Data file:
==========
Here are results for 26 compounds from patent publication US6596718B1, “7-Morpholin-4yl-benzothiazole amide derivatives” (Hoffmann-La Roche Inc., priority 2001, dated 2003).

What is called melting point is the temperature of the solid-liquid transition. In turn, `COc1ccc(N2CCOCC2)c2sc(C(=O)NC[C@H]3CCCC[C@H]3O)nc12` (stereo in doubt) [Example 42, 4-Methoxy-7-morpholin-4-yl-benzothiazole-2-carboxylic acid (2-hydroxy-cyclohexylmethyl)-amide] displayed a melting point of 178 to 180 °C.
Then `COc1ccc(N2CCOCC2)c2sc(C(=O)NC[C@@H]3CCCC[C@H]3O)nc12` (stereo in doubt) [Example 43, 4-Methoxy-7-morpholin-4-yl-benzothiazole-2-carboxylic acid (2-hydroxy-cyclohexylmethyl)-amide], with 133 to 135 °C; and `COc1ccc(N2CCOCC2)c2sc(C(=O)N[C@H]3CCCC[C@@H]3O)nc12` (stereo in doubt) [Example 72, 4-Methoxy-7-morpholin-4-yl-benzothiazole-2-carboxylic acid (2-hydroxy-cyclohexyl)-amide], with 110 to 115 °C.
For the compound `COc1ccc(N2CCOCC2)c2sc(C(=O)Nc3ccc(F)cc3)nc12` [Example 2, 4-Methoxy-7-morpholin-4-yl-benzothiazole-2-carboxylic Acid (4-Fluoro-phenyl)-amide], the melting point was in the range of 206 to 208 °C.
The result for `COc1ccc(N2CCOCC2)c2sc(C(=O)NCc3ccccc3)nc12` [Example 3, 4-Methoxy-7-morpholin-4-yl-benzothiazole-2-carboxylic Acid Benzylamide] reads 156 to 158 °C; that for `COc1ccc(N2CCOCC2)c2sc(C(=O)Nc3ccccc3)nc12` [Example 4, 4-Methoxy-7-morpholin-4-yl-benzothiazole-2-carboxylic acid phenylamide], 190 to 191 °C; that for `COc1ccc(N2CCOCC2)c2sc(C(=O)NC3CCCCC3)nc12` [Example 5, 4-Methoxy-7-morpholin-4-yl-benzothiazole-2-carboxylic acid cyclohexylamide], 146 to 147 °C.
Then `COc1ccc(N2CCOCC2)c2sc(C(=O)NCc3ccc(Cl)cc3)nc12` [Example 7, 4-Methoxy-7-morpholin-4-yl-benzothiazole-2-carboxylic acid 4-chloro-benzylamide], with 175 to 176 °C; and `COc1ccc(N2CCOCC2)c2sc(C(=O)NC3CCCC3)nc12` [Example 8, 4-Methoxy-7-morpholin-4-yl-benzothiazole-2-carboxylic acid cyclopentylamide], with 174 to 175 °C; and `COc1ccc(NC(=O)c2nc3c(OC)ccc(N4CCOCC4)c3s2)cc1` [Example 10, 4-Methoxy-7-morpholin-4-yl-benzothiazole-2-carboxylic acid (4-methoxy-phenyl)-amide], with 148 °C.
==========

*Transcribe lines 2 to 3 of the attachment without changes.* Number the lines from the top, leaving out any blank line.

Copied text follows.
What is called melting point is the temperature of the solid-liquid transition. In turn, `COc1ccc(N2CCOCC2)c2sc(C(=O)NC[C@H]3CCCC[C@H]3O)nc12` (stereo in doubt) [Example 42, 4-Methoxy-7-morpholin-4-yl-benzothiazole-2-carboxylic acid (2-hydroxy-cyclohexylmethyl)-amide] displayed a melting point of 178 to 180 °C.
Then `COc1ccc(N2CCOCC2)c2sc(C(=O)NC[C@@H]3CCCC[C@H]3O)nc12` (stereo in doubt) [Example 43, 4-Methoxy-7-morpholin-4-yl-benzothiazole-2-carboxylic acid (2-hydroxy-cyclohexylmethyl)-amide], with 133 to 135 °C; and `COc1ccc(N2CCOCC2)c2sc(C(=O)N[C@H]3CCCC[C@@H]3O)nc12` (stereo in doubt) [Example 72, 4-Methoxy-7-morpholin-4-yl-benzothiazole-2-carboxylic acid (2-hydroxy-cyclohexyl)-amide], with 110 to 115 °C.